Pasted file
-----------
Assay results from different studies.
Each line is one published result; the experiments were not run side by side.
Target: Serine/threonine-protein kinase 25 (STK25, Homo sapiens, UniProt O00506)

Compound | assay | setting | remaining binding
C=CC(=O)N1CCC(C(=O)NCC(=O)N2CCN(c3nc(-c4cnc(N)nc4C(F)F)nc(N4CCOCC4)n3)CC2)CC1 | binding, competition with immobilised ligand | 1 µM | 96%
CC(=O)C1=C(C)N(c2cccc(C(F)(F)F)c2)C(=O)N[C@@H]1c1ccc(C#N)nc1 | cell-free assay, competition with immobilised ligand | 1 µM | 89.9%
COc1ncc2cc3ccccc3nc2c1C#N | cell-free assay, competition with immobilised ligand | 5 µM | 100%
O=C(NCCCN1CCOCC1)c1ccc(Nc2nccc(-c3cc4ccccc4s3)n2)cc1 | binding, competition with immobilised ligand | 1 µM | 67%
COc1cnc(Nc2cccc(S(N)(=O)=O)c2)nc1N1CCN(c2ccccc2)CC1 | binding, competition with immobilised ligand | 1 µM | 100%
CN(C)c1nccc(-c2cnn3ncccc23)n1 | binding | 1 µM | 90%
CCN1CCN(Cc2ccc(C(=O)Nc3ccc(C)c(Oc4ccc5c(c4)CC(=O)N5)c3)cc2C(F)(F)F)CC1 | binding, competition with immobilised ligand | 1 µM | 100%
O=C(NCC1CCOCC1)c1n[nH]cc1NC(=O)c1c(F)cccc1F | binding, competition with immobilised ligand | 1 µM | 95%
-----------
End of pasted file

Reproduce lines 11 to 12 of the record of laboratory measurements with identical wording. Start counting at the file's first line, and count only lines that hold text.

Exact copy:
CCN1CCN(Cc2ccc(C(=O)Nc3ccc(C)c(Oc4ccc5c(c4)CC(=O)N5)c3)cc2C(F)(F)F)CC1 | binding, competition with immobilised ligand | 1 µM | 100%
O=C(NCC1CCOCC1)c1n[nH]cc1NC(=O)c1c(F)cccc1F | binding, competition with immobilised ligand | 1 µM | 95%